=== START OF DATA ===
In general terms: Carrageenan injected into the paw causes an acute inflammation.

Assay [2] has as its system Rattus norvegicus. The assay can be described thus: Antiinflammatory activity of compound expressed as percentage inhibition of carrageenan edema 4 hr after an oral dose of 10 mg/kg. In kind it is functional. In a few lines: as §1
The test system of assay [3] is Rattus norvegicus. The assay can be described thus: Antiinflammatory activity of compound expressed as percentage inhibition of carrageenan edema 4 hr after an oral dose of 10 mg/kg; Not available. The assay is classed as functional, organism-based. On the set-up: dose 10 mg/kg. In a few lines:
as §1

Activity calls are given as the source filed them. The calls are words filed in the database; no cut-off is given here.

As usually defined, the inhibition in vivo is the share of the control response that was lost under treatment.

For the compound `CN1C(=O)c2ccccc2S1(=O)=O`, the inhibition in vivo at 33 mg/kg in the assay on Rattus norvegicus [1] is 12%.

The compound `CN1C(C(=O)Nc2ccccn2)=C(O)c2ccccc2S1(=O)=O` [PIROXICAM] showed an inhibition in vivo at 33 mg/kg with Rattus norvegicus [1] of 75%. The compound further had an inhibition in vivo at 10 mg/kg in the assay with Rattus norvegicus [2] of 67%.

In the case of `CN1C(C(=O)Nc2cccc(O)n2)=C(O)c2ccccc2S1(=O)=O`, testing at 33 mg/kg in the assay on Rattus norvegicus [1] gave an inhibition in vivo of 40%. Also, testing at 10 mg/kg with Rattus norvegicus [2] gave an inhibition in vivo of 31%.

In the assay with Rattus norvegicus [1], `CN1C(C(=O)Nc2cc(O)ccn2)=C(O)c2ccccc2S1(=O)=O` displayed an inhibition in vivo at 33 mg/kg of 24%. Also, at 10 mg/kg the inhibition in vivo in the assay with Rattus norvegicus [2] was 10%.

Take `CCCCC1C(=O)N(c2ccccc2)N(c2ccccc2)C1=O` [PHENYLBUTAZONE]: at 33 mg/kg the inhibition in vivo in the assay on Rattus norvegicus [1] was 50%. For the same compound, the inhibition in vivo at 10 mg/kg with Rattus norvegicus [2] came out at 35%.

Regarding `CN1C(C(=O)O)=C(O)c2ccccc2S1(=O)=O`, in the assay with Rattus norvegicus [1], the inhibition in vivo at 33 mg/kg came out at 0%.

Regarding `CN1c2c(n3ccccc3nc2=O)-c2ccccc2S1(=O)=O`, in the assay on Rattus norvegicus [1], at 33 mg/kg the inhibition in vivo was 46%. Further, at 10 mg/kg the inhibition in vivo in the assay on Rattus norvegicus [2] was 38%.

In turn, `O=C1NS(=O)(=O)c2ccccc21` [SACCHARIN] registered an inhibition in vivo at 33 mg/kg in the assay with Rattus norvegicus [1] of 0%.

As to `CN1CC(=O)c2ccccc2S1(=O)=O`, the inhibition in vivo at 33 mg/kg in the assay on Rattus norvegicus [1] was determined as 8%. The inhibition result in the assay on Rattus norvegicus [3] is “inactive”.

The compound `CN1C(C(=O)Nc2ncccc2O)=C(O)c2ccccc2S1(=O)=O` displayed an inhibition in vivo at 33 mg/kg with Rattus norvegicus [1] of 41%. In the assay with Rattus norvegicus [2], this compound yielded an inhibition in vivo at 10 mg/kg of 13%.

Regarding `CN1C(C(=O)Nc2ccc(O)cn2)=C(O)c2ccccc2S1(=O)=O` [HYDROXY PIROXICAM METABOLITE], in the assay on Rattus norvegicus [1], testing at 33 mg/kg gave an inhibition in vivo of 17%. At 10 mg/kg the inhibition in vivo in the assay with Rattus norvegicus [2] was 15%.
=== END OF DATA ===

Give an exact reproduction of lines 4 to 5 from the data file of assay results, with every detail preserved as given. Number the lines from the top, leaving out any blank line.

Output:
as §1

Activity calls are given as the source filed them. The calls are words filed in the database; no cut-off is given here.